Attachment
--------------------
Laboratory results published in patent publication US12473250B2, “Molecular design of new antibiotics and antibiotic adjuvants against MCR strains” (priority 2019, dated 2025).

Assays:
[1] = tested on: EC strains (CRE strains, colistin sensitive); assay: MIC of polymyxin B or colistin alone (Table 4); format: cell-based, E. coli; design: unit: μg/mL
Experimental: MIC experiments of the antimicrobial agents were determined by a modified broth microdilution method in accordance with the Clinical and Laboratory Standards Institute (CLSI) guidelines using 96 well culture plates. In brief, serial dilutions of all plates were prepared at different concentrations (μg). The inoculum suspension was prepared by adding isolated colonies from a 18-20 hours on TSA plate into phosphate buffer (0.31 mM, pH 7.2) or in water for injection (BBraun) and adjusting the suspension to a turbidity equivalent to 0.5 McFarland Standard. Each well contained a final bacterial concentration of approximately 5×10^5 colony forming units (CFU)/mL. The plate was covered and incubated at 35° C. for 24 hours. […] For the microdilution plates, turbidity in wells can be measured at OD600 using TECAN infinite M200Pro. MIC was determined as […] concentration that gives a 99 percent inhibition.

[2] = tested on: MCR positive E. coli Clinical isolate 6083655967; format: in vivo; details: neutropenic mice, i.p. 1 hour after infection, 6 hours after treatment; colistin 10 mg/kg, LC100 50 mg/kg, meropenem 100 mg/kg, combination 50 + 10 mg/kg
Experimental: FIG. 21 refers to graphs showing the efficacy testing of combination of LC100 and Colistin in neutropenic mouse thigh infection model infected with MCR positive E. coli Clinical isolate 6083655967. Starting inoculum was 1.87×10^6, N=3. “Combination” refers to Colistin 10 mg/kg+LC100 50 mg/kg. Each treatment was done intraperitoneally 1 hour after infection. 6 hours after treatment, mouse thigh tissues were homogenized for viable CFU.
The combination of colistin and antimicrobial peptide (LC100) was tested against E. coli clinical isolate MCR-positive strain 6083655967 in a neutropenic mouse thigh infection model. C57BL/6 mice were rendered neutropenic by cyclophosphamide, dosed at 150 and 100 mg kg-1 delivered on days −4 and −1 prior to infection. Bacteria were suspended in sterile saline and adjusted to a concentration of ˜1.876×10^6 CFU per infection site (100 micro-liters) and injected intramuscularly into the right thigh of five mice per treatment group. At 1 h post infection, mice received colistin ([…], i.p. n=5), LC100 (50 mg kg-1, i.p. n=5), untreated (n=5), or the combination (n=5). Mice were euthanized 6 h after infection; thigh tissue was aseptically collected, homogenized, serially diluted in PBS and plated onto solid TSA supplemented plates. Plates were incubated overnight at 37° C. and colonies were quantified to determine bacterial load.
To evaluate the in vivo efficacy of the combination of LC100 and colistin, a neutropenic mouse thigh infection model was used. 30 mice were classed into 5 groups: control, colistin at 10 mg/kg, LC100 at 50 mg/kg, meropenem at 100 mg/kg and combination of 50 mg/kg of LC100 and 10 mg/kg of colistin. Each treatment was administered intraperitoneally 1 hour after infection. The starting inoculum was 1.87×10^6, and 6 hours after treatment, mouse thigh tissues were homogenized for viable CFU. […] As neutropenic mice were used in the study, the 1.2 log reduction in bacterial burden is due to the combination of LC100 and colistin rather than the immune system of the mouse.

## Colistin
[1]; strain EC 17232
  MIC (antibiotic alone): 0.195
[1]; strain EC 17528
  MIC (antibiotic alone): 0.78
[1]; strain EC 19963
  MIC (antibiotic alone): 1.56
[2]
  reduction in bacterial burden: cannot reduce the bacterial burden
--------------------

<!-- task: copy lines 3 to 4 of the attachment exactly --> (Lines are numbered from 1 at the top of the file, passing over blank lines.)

[1] = tested on: EC strains (CRE strains, colistin sensitive); assay: MIC of polymyxin B or colistin alone (Table 4); format: cell-based, E. coli; design: unit: μg/mL
Experimental: MIC experiments of the antimicrobial agents were determined by a modified broth microdilution method in accordance with the Clinical and Laboratory Standards Institute (CLSI) guidelines using 96 well culture plates. In brief, serial dilutions of all plates were prepared at different concentrations (μg). The inoculum suspension was prepared by adding isolated colonies from a 18-20 hours on TSA plate into phosphate buffer (0.31 mM, pH 7.2) or in water for injection (BBraun) and adjusting the suspension to a turbidity equivalent to 0.5 McFarland Standard. Each well contained a final bacterial concentration of approximately 5×10^5 colony forming units (CFU)/mL. The plate was covered and incubated at 35° C. for 24 hours. […] For the microdilution plates, turbidity in wells can be measured at OD600 using TECAN infinite M200Pro. MIC was determined as […] concentration that gives a 99 percent inhibition.